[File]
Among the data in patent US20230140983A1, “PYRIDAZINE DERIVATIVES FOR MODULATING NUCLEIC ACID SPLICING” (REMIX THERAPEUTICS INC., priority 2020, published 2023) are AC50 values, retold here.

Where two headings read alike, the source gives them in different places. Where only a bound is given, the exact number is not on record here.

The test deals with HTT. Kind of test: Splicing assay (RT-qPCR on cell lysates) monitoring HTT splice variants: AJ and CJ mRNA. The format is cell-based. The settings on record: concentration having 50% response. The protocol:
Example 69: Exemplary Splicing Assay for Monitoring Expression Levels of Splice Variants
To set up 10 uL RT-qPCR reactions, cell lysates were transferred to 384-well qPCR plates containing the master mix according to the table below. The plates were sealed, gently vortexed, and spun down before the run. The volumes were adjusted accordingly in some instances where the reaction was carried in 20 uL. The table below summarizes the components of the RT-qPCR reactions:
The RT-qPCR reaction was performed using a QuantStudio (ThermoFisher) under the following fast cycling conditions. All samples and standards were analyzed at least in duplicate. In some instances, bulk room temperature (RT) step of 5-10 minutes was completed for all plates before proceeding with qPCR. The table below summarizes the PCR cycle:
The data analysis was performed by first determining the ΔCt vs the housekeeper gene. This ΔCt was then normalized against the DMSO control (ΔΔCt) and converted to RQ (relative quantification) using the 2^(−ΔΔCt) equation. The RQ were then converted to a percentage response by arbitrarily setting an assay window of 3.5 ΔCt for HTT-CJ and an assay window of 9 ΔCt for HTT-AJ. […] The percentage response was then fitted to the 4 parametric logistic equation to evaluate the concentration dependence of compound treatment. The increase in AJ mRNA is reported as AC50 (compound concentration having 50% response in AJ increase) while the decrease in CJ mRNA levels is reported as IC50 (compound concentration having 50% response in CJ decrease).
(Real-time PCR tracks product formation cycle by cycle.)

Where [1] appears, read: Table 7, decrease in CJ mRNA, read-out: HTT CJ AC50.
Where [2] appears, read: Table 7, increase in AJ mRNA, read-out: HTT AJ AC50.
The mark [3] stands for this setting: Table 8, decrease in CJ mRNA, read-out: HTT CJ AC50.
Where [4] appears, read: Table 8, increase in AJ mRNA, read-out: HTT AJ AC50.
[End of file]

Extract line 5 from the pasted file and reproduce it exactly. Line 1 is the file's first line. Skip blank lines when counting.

To set up 10 uL RT-qPCR reactions, cell lysates were transferred to 384-well qPCR plates containing the master mix according to the table below. The plates were sealed, gently vortexed, and spun down before the run. The volumes were adjusted accordingly in some instances where the reaction was carried in 20 uL. The table below summarizes the components of the RT-qPCR reactions: